Garrett: They were shut down for a week because the women's room was out of order and flooding for like two months.
Emily: Even now you have to reach into the back of the toilet and push a button to flush it. I almost got kicked out for unplugging the jukebox one time because there was this guy playing a lot of Grateful Dead back to back. Don’t get me wrong, I'm not opposed to that, but he was dancing and being an asshole. He was disturbing so I unplugged the jukebox so he wanted to fight me.
Was this an old-fashioned jukebox or a digital one?
Catherine: Yeah, it was a TouchTunes one.
Randall: I feel like the jukebox should represent the individual culture of the bar and the area, so you have the songs that the people who regularly go there want to hear and that’s all you get to choose from.
If you opened an Empath bar, what would it be like?
Catherine: Lots of chandeliers.
Garrett: I'm thinking wood panelling.
Randall: A well-curated drink menu but just only five drinks to choose from. I hate that thing where it’s 39 beers on tap but they never clean the lines!
Emily: Literally, that's his thing, like he doesn't even like me ordering soft serve.
Randall: Yeah, that’s the worst ice cream. If you ever look on the inside of the machine it's like some 14-year-old kid working to get tips for college and they’re not cleaning it and they don’t give a fuck. I know because I was that kid, like I don't care if this thing's growing hair.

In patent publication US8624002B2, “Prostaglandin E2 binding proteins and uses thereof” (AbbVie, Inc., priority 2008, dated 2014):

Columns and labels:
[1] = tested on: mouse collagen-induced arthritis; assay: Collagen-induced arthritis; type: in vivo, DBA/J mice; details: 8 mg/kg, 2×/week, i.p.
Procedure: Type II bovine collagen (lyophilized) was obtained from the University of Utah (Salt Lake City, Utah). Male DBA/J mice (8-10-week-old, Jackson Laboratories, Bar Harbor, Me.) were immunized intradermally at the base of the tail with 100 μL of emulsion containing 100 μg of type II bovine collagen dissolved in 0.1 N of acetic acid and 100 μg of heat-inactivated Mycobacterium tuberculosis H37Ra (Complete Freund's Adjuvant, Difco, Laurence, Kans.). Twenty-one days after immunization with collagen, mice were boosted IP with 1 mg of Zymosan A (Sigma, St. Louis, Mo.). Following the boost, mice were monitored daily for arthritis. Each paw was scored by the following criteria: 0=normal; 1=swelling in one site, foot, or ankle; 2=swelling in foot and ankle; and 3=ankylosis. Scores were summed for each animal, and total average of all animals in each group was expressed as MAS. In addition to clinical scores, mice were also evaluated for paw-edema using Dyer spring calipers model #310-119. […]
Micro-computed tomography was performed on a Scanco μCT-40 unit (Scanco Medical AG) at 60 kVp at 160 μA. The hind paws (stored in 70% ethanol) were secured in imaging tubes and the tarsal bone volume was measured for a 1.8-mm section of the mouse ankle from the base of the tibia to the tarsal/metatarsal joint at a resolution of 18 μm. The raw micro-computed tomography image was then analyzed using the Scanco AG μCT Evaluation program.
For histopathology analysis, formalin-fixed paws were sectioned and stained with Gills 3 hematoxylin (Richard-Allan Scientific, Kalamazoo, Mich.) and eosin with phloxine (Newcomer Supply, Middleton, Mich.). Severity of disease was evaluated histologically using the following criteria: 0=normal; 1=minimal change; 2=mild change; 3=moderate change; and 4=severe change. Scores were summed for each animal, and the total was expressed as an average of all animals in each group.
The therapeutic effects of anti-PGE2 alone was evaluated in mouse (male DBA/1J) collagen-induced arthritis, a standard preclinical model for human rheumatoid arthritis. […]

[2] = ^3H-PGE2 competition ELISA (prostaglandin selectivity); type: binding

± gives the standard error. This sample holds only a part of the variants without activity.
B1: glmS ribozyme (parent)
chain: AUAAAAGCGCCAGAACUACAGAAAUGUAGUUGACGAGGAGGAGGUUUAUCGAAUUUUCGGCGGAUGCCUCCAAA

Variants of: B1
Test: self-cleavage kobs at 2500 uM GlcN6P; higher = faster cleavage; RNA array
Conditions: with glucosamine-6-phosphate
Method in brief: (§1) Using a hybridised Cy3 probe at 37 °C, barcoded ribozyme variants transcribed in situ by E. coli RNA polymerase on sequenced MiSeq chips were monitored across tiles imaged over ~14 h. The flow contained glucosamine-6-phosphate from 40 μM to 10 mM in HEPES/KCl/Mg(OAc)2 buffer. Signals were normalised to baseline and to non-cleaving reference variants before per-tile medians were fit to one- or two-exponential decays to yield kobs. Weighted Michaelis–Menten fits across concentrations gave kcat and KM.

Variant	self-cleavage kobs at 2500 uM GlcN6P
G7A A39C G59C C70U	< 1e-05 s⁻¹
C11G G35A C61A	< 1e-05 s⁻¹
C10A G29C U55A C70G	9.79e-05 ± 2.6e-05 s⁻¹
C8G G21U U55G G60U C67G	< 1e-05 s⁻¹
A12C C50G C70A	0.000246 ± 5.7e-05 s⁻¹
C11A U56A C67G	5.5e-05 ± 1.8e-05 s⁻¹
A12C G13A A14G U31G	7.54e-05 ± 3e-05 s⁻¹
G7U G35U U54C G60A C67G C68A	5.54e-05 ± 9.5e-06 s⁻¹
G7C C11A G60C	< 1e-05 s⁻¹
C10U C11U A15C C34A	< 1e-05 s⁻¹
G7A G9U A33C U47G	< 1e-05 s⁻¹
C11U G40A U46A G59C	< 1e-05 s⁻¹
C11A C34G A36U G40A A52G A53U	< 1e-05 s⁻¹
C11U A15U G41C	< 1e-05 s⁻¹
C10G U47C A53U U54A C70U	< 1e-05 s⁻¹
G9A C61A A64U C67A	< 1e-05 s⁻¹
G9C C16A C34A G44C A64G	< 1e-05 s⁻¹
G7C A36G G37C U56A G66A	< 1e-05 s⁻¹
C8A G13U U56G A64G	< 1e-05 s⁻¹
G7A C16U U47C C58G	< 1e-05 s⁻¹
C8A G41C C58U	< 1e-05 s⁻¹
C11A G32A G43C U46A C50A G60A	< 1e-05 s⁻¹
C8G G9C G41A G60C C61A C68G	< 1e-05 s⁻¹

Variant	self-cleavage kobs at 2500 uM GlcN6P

Emily: Basically Randall hates anything in a tube, like hot dogs.
Randall: It's pre-chewed meat, people, it's pre-chewed meat.
Garrett: We'd have to have some shitty bar food that’s really cheap.
Emily: I'd have like a speakeasy of hot dogs in the basement.
Garrett: Or you'd have to order it under a weird fake name at the bar.
Catherine: One tube steak please.
Randall: Okay, if you want hot dogs, give the people hot dogs.
Would there be any carpet in this bar?
Randall: Right on top of the bar.
Catherine: In the bathroom and on top of the bar, that's the only place for it.
Garrett: Or it would have a little section where it would be Astroturf and you'd be wondering if you’re inside or outside.
If this Empath bar could serve its own brand of beer, what would it be like?
Emily: I already told you, I'd take the ChapStick pumpkin!
Garrett: No, you mean like if we had to make one ourselves? I’ve really been getting into sours.
Emily: Oh yeah, I love sours. I like floral-flavored things. Something that tastes like perfume. That's why I like the pumpkin.
Randall: Actually, a really lightly-flavored rose beer would be nice.
Garrett: I'm down with the rose beer, that sounds good.
Catherine: Yeah, I'd fuck with that.
Emily: Okay, we all agree. I speak for the group on this one.
Top photo by Daniel Topete.